Responsibility for pay information transfers under TUPE
02 October 2019
In a recent case, the Employment Appeal Tribunal (“EAT”) has ruled that the duty of an employer to keep and provide pay records under national minimum wage legislation transferred under TUPE from the transferor to the new employer.
Under the National Minimum Wage Act 1998 (“the NMWA”), employers have a duty to keep pay records, which employees have the right to request if they believe on reasonable grounds they are being paid less than the amount to which they are entitled. This obligation to maintain and preserve records of employees’ pay applies even after the employment relationship has ended. If the employer fails to allow the employees access, they have the right to complain to an Employment Tribunal (“ET”).
Facts of the case
The claimants in this case were Ms Bradburn and her colleagues, who in 2016 transferred under TUPE from Mears Homecare Ltd (“Mears”) to a new employer. In early 2017, they served production notices on Mears requesting wage information for the previous 12 months, despite Mears no longer being their employer. Mears failed to respond within the 14-day period required under the NMWA.
The claimants made a claim to an ET, seeking a declaration and an award. The ET had to consider whether Mears was the correct respondent, or whether the production notices should have been served on the new employer. Allowing the claim, the ET found that Mears continued to be bound by the duty to maintain records following the TUPE transfer. Accordingly, the ET ruled that Mears was the correct recipient of the notices, and ordered it to pay each of the claimants £600.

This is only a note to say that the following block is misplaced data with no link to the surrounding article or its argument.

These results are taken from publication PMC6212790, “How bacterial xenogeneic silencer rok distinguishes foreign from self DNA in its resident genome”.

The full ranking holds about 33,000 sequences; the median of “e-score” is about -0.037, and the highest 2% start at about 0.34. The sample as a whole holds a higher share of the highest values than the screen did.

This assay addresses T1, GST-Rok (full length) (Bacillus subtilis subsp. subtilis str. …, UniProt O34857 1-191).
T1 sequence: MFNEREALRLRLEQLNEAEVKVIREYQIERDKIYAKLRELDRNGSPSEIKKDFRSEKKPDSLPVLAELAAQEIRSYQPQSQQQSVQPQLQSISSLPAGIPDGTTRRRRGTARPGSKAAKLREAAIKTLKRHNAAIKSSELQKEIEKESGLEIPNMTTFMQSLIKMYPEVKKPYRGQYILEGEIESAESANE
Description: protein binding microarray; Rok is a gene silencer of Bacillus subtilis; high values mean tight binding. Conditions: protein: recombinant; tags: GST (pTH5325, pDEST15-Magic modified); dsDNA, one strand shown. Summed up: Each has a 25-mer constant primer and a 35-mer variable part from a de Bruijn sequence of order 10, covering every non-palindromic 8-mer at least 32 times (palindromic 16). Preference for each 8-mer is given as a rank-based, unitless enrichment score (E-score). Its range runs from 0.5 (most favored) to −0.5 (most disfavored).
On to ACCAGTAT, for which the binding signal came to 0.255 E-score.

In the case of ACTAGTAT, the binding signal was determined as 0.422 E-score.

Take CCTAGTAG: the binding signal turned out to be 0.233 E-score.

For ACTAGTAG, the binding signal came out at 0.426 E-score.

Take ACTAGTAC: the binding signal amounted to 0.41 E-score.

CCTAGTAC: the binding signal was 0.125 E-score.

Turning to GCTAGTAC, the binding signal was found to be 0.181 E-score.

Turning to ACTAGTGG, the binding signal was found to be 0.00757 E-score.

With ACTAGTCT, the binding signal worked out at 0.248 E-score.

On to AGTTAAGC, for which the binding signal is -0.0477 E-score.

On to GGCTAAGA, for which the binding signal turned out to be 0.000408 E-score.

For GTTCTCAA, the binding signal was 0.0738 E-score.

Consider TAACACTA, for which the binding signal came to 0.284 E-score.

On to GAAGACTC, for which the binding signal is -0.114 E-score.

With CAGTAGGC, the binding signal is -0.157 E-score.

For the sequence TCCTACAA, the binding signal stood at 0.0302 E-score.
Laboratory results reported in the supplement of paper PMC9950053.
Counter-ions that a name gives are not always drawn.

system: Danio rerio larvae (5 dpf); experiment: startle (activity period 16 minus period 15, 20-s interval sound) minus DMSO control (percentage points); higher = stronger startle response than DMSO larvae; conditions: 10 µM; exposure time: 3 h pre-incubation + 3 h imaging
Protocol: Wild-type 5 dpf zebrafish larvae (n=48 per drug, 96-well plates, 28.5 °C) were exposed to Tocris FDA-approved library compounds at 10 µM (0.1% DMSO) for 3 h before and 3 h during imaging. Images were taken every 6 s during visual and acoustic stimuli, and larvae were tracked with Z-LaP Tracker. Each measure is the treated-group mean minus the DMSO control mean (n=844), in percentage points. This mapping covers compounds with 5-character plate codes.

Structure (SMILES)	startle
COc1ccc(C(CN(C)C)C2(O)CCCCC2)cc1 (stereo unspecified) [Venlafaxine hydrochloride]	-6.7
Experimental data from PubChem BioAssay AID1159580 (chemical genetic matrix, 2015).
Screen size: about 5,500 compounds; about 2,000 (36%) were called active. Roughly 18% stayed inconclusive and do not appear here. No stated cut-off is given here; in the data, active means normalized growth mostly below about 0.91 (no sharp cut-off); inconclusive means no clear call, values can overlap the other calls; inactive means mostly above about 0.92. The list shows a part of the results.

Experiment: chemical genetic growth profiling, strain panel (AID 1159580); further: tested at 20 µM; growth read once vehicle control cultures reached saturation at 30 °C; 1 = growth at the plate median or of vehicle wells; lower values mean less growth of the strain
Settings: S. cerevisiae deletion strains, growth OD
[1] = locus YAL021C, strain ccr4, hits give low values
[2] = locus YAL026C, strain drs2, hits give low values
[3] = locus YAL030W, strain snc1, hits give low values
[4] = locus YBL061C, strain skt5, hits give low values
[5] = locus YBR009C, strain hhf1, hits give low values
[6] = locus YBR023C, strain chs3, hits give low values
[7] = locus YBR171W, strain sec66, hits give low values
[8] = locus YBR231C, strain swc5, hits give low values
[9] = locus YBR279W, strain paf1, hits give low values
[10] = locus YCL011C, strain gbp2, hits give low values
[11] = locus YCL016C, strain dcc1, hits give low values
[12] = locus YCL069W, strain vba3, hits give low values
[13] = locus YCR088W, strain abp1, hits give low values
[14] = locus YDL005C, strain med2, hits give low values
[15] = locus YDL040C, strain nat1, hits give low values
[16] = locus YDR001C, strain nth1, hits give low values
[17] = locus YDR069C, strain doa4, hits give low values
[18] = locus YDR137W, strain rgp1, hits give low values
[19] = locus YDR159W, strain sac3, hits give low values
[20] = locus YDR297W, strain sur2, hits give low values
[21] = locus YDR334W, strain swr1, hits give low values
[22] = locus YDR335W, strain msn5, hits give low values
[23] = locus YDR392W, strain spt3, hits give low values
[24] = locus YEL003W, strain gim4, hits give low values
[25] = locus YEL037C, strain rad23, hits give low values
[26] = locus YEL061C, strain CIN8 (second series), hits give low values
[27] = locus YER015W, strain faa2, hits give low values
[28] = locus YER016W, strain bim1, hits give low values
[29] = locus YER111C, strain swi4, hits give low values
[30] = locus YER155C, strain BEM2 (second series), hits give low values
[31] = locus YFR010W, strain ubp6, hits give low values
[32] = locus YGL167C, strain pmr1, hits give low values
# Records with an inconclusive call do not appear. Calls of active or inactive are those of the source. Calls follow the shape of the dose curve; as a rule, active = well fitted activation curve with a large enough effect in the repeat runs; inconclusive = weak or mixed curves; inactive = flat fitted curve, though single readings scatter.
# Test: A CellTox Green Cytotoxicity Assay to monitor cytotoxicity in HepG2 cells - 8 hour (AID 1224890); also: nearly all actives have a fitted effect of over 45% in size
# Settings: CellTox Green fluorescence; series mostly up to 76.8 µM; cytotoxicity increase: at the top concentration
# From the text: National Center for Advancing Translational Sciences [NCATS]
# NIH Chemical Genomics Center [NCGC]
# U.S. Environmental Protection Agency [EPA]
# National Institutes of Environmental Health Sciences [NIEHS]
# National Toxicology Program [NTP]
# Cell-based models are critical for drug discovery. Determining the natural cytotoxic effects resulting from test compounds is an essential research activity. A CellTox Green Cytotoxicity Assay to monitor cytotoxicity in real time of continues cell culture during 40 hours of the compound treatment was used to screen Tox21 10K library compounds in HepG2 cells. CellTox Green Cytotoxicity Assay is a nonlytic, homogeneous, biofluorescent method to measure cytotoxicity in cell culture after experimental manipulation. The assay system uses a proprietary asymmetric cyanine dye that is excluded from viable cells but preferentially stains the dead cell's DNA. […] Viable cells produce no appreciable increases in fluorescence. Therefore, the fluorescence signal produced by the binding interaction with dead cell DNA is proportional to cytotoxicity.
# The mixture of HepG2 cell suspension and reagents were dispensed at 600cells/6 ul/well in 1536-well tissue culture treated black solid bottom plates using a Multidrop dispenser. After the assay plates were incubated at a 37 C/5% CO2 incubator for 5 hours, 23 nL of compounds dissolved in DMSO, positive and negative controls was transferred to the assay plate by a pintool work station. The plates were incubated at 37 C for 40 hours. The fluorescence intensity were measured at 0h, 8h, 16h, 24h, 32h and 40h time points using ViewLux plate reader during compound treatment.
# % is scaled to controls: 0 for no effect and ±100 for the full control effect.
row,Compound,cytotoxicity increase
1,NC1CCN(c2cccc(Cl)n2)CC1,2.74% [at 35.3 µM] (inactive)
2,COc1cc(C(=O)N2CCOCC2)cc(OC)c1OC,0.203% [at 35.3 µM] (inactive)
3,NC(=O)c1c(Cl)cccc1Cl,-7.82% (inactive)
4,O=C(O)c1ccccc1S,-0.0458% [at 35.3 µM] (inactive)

The EAT upheld Mears’ appeal, ruling that it was not the appropriate recipient of the production notices because the claimants’ employment had transferred to the new employer for minimum wage purposes.
The EAT commented that, although it might appear more convenient for the transferor to continue to maintain the required pay records, inconvenience to the transferee was not a sufficient reason for the obligation to not transfer. The effect of TUPE is that there is no termination of employment and the transferee simply steps into the transferor’s shoes. Subject to limited exceptions, all the transferor’s rights, duties and obligations pass to the transferee, including the obligation under the NMWA to keep and produce pay records.
This case clearly underlines that, on a TUPE transfer, the new employer needs to ensure that all records kept by the transferor in relation to the national minimum wage are transferred when it takes over the employees (especially as such records are likely to be held electronically). Refusal or a failure by the transferor to provide the records should be dealt with by way of indemnities or other contractual provisions in the transfer documentation.
From the transferor’s perspective, it will remain liable for any wilful failure to comply with the minimum wage, as criminal liability does not transfer under TUPE. The transferor may want to keep a copy of any records transferred (in case of future prosecution) or ensure that the transferee is obliged to share pay records with the transferor, again in the event of prosecution.
Mears Homecare Ltd v Bradburn EAT/0170/18 – judgment available here